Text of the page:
Imagine a world without color. Now think about how a sunny, blue sky motivates while a gloomy gray day may make you yawn. Consumers identify with colors every day, with many having learned responses and expectations to specific hues.

When it comes to beverages, consumers typically associate specific colors with flavor expectations. Lime should be green, while lemon is yellow. Orange is orange, or maybe not. A blood orange beverage will have a reddish shade while mandarin skews yellow.

Color influences not only the perception of taste, but quality and preference, too. Color psychology plays a role in an individual’s instinctual response to a product. For example, the color yellow is associated with increasing energy, while white, such as milk, may have a calming effect. Such clear beverages as water suggest a cool, refreshing experience. This is why it is paramount for beverage manufacturers to consider color as much as they deliberate flavor and nutrition platforms when developing new products.

“In many ways, color is more important than the actual flavor with beverages,” said Emina Goodman, beverage and dairy technical service manager, Sensient Colors, a division of Sensient Technologies, and based in St. Louis. “Our research indicates consumer preference for natural beverages, in particular, is highly influenced by color with bolder purples, reds and oranges really holding a lot of appeal. This is most likely because consumers connect these specific colors with those found in nature or their local grocer’s produce section.”

Strategies for adding color

Beverage formulators add color for many reasons. For one, color adds authenticity, which is why many naturally flavored waters have slight hints of color. Without the color, consumers may question the source of flavor and discredit its naturalness, even though flavor and color ingredients are independent of each other.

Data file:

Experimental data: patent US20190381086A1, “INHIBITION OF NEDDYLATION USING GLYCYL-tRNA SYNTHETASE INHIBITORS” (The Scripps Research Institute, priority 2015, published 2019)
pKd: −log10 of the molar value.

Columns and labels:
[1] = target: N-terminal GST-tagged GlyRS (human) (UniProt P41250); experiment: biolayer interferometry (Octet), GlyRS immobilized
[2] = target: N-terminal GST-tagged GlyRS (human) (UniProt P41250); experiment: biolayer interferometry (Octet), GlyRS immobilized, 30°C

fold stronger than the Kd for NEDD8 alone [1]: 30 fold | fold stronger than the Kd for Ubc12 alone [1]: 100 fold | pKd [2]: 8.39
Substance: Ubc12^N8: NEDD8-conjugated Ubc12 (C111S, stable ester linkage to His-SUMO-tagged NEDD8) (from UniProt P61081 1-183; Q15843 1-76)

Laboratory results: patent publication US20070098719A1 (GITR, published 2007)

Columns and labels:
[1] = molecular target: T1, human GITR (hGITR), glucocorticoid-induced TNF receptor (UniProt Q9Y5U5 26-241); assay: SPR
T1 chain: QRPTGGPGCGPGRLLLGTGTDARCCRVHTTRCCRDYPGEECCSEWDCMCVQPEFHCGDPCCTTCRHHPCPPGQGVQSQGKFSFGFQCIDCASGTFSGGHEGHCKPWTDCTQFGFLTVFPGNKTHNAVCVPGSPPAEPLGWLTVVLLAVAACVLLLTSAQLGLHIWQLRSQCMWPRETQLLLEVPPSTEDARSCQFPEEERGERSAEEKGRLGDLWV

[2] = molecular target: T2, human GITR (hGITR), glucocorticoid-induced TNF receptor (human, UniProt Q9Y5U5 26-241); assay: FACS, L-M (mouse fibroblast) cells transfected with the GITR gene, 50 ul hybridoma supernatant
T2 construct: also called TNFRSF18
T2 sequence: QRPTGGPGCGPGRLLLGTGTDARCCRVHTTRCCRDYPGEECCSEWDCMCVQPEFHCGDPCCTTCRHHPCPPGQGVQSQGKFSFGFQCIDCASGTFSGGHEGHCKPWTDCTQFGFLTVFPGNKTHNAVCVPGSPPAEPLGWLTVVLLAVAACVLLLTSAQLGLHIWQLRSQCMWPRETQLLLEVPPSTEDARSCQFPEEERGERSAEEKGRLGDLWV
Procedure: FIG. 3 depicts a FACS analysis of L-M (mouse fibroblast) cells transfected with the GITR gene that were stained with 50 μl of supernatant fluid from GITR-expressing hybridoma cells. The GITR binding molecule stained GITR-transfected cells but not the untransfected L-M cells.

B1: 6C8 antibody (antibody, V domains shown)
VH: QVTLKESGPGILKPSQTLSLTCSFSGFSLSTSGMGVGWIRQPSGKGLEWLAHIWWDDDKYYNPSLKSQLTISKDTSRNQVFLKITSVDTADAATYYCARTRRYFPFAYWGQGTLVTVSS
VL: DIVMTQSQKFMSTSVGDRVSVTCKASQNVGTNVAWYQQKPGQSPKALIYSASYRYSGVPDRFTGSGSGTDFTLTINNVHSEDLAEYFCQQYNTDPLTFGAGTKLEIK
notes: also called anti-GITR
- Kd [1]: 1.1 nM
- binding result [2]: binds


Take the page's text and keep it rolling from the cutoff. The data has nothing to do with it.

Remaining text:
“Colored waters are a big growth area, largely due to the expected naturalness and cleansing positioning of that category,” said Christiane Lippert, head of marketing — food, Lycored, Aylesford, the United Kingdom. “Health and naturalness are particularly powerful influencers of choice in the beverage category. Milk drinks, for example, are recognized by consumers as both natural and healthy, so it’s important not only that they contain natural ingredients, but also — given that color sends powerful visual cues about nutritional value — that they look natural.

“Across the world, consumers are sending a powerful message to manufacturers that they want the colors in their food and drink products to be natural. The trend is expected to continue well into the future, with more and more manufacturers keeping pace with customer preference by swapping artificial colors for natural alternatives.”

A consumer’s perception of natural is important, as is quality, and for many consumers, color is an assessment of quality, with consistent color helping to ensure brand integrity. For others, color appeals to emotions.

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